Local Review: Adult Prom – Mild Horses
Local Music Reviews
Adult Prom = Beach Fossils + Mac DeMarco + Stephen Steinbrink
Salt Lake City–based indie rock outfit Adult Prom are making an already lively local music scene even more exciting with the recent release of their debut album, Mild Horses. Russ Allphin is the man behind the name, impressively playing all the instruments for Mild Horses except for drums and synths.
Mild Horses is a huge improvement on the group’s self-titled 2019 EP, with bold, easy-to-listen-to vocals that allow Allphin’s poetic lyrics to deservedly stand out more. On the album, which was delayed for a year due to the pandemic, Allphin dives deep into the pains and joys of transitioning from one phase of life to the next. When Allphin first started recording as Adult Prom, he says, “I’d recently gotten married, finished school, while simultaneously completely phasing out of my religion. I felt I was finally becoming my true self. [The album is] just a weird diary of the last five years of my life, the good and the bad.”
Mild Horses begins strong with the attention-grabbing and bass-forward “Hope You Are Well,” which is about Allphin’s process of leaving the The Church of Jesus Christ of Latter-day Saints. “I think this song sums up my feelings about how I acted and how I was treated throughout my life as a member,” he says.
When he was writing the song, he looked up above his desk at a signed postcard from the music artist Calvin Johnson that said “Thanks Russel! Hope you are well! Enjoy!” He didn’t take it personally that one of his favorite musicians misspelled his name but while in the headspace of writing this song about leaving the church, the postcard felt representative of his experience. “Giving over all [your] time to an organization that in return doesn’t really care who you are or what you do,” he says. “I just always felt very unknown, alone and under-appreciated as a member.” The chorus of “Hope You Are Well” is direct and confident, clearly communicating Allphin’s message. “So thanks Russel (one L) / Hope you are well! / Stay dumb, mendable and soft / And kindly fuck off.”
The song “We” is mysterious and spacey sonically, with Allphin ruminating in terms just specific enough for the listener to relate but obscure enough to remain poetically intriguing. “We grab the world by its balls / Rip its heart from its body and bathe in its blood / When we get stuck on a track / We’ll dye our hair dead, cut it, then grow it back.”
Lead single and my favorite song of the album “Baby You’re a Star” is an accessible indie rock track that would fare well as background party music, but you would be remiss to not look deeper into the personal lyrics. “That song is about the struggles of compromising your character in order to fit in when deep down you know that it’s a futile effort and that you should just be your true self,” Allphin says. The first verse showcases the issues with this mindset and the influence of others around him: “If I never see it / I’ll never believe it / If I don’t believe it I can pretend I do / What a beautiful mindset / With a couple of regrets / And I can be anyone other than myself.”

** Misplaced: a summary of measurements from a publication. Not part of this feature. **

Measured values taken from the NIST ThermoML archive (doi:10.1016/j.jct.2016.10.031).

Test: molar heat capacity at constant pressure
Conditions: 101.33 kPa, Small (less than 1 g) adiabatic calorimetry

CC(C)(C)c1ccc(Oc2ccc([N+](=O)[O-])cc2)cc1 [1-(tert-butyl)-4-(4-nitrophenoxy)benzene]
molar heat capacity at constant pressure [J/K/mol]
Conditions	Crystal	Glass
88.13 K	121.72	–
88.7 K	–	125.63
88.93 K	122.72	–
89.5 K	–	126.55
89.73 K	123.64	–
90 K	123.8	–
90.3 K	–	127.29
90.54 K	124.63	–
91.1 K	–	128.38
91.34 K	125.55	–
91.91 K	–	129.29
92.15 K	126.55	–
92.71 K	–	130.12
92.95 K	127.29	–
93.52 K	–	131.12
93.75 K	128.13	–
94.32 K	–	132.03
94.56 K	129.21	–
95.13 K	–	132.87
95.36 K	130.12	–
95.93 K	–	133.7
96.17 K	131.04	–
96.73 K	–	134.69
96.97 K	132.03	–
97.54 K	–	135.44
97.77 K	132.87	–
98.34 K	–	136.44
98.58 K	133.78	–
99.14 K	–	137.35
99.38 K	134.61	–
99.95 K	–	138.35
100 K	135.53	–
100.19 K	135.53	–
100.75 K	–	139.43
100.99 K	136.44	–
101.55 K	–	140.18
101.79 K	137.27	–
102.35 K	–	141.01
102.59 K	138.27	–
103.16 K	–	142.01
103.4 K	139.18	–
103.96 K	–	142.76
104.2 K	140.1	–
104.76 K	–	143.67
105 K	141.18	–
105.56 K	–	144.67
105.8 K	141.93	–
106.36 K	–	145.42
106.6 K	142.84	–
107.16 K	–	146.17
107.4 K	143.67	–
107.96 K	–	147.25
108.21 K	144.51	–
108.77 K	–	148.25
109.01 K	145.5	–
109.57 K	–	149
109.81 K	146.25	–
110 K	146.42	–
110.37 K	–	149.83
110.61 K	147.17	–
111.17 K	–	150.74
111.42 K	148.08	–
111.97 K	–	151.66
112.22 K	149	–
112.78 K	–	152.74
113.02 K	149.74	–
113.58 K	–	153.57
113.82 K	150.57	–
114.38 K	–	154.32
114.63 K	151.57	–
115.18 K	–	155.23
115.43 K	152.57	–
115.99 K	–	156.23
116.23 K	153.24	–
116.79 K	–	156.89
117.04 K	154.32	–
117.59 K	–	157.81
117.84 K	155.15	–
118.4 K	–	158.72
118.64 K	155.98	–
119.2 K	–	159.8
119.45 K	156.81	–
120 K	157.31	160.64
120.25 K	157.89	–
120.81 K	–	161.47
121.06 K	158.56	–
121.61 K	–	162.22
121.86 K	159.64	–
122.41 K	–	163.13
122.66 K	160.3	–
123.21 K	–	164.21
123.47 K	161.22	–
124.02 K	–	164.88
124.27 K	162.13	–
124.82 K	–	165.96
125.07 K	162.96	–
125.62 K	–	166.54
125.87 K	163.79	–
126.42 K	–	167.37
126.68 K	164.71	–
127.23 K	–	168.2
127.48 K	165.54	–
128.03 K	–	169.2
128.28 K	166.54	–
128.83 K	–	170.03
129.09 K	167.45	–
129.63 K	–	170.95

“Lurv” is the best candidate for a genuine love song, as Allphin voices that he will try to understand and support his significant other. “There’s nothing you can say that would deter / My love / Nothing disturbs / My love.” On “Mmm,” the listenability of the album doesn’t stop, as Allphin sings in a calming, dispirited voice, “Don’t know how It got this far / Riding my luck on this here shooting star / If I had just one more hour / I’d spend it all on you.”
Mild Horses continues to impress with the blue but still catchy “Til I Break Down In Tears,” where Allphin describes his loneliness in an emotionally poignant way: “I will laugh, I will cheer / Till I break down in tears / What’s the point of having friends / If I don’t want to see them?”
Allphin finishes the album with the six-minute title track. After over a minute of instrumental build up, Allphin begins his verse with ponderous lyrics. “Do you find that sometimes / It’s hard to wrap your head around your mind? / When you feel like you could pin it every time?” Eventually, the song soars into a towering chorus that is sung passionately but disheartening in sentiment. Allphin is accepting the difficult reality that life, especially as you make it through your 20s, is full of change and struggle. “I think that song overall is just about perseverance in the face of shitty times,” Allphin says. “It looks like life is exactly what it seems /Look on the brightside! /A nightmare is still a dream.”
Perhaps Mild Horses is the beginning of a wave, a sign of what is to come in the Salt Lake music scene. What’s impressive about this album is it strikes a balance between accessible music you would proudly show your friends and a complex piece of art that takes time to understand. The more you listen to Mild Horses, the more you hear Allphin’s deeply personal and honest lyrics that wouldn’t look out of place in a poetry book. Mild Horses is intriguing, but it’s so much more than that—this debut album feels like a fresh breeze of relatable indie rock that you don’t have to try hard to like, ultimately showcasing the genuine talent of an artist in Adult Prom that should make the entire Salt Lake valley excited for Allphin’s career. –Andrew Christiansen